Now we can enjoy spring in the forests of Sandy Lake & Environs

Wild Lily of the Valley springing up on May 5, 2018
in the hardwoods by Sandy Lake

Icelanders started a bit of a trend with their urging people to hug trees to overcome isolation during our days of Covid-19.

We’re still under Covid-19 distancing rules in NS, but as of May 1, 2020, we can again visit our parks.

That’s just in time to enjoy spring with a walk in the forests accessed via Smith’s Road and the Sandy Lake Beach Park and hug some of those big old trees.

Yellow Birch and Eastern Hemlock
– the Acadian Forest Love Affair

We can also look for some of those trees that literally hug each other, and hear the the wonderful voices of the many birds that breed and nest in these woods as they start looking for their mates. It’s also the best time of year – before the deciduous trees have leafed out – to actually view the birds.

I have a few favourite voices in these woods, although I will probably have to wait until late spring for the ovenbirds, which I appreciate both for their voices and the knowledge that they come here because of favourable habitat.

These birds are sensitive to forest fragmentation and to disruption by industrial noise, forest road-building, and logging. Their ability to establish territories and breed successfully depends on the continued existence of large, undisturbed mature broadleaf and mixed forests…The female Ovenbird builds a nest in thick leaf litter on the open forest floor at least 60 or 70 feet from the forest edge. She chooses a spot under or near a small break in the canopy. – The Cornell Lab All About Birds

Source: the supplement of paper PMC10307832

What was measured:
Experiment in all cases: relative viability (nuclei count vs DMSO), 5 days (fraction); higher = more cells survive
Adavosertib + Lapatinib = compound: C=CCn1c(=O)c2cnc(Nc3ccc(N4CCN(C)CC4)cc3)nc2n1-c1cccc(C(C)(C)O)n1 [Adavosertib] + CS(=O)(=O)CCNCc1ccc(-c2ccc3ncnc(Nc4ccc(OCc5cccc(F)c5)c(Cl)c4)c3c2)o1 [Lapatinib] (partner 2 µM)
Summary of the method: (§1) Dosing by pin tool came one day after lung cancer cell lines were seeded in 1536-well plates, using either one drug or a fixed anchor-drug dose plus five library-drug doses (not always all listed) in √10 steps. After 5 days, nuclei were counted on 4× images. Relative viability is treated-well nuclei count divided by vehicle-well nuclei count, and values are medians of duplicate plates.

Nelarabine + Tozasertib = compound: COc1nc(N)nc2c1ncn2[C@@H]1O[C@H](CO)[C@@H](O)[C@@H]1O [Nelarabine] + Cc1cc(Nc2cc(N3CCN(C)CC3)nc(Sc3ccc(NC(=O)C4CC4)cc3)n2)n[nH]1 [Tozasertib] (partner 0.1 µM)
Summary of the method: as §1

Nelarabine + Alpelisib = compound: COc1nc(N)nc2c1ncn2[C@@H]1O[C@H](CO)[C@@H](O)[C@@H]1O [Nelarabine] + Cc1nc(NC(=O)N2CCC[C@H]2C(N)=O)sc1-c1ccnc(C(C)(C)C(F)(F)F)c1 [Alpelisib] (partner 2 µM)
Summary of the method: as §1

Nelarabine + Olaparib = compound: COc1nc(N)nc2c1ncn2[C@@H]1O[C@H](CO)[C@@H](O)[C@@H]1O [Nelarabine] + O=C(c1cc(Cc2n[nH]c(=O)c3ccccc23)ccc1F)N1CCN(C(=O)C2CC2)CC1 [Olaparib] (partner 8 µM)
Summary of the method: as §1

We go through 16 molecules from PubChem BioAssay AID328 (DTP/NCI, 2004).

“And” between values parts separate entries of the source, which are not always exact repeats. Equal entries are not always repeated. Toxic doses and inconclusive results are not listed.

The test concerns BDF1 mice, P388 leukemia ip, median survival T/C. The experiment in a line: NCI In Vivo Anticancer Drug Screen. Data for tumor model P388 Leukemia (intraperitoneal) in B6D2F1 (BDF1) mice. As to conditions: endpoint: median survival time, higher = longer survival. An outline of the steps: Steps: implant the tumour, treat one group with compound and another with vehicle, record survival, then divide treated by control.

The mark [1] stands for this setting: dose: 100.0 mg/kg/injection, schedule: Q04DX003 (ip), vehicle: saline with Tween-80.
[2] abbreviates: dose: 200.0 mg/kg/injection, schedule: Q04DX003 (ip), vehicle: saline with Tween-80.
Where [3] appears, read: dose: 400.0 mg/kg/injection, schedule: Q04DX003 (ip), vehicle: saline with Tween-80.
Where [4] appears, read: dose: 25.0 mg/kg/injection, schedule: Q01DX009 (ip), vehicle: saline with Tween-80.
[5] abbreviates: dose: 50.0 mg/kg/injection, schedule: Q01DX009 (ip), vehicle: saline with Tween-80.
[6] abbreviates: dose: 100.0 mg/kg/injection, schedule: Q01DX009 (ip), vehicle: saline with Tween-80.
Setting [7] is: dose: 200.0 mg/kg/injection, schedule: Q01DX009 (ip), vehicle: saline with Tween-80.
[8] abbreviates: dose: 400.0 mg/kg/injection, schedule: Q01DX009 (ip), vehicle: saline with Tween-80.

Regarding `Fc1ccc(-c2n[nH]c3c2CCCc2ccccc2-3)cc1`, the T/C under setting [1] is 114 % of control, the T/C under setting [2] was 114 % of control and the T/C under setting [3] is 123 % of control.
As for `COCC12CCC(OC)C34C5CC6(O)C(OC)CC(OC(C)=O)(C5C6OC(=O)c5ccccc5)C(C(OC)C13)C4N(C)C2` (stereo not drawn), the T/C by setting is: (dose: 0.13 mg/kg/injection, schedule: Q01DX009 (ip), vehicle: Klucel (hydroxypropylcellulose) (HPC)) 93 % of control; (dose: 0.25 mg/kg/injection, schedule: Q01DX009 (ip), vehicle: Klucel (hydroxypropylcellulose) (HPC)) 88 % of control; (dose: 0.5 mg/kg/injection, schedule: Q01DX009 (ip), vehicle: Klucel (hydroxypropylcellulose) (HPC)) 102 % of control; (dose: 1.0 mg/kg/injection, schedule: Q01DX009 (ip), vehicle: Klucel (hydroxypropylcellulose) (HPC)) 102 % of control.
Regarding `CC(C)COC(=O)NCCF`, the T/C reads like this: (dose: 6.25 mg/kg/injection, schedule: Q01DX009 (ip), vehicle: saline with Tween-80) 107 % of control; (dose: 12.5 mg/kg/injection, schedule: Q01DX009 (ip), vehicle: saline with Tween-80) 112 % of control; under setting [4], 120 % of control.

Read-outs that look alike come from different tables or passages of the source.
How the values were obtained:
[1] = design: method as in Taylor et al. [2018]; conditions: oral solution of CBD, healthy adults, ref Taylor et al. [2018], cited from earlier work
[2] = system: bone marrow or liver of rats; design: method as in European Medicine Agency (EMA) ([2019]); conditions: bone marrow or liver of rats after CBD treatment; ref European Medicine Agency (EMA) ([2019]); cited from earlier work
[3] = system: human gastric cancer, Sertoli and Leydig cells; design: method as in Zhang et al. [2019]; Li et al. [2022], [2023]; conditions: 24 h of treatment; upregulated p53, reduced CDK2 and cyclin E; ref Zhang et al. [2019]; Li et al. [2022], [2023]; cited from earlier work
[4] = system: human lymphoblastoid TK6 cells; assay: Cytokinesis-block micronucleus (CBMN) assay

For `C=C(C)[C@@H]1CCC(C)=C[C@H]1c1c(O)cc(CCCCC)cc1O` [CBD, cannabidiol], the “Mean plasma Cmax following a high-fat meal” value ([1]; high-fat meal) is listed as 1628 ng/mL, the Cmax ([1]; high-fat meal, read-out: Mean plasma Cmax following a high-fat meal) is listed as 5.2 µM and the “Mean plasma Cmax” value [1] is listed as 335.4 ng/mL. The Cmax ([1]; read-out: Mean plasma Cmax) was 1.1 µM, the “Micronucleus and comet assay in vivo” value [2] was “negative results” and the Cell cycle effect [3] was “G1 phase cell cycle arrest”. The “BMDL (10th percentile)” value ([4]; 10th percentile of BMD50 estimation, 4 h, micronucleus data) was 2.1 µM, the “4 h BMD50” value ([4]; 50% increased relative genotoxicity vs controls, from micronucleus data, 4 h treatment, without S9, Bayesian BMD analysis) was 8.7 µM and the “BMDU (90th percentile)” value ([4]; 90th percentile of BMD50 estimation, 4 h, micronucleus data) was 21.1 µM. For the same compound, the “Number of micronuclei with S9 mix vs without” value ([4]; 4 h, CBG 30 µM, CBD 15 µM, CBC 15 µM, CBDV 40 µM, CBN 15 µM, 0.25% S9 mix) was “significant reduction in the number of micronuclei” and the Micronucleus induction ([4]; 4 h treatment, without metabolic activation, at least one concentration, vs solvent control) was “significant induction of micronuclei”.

Surely the most magical voice is that of the hermit thrush, which should now be present. It especially likes wet coniferous forest that occurs in larger and smaller patches through Sandy Lake & Environs, but ranges more widely.

There are so many more birds in these forests to view and celebrate, as recently reported in Avian and Species at Risk Surveys of the proposed Sandy Lake- Sackville River Regional Park. They include seven Species-at-Risk.

To get an idea of when the different species of migratory bird arrive, view this NS Bird Society Page.

Black and White Warbler:   I had heard “Weesee, weesee, weesee, weesee, weesee,”  many times before I got this pic.

Often we hear songbirds (the “passerines”) before we see them, and more often than not, hear them but don’t see them. But those songs that we hear so much of in the breeding season are distinctive, so here’s a treat: Judy Tufts’ mnemonics for Warbler Songs. It’s a one pager that can be printed out and carried in your pocket.

“Mnemonics” are words or phrases that help us remember something; birders use them to simulate the bird songs. Getting familiar with the voices of the forests can be a wonderful experience, and it’s a fun way to engage kids with nature.

And there are the salamanders and frogs and spring flowers to look forward to; salamanders are on the move right now, and peepers are already offering their spring chorus.

Happy Spring!

Youngster holding a new generation of forest life in his hands (yellow spotted salamanders) on Earth Day in 2018

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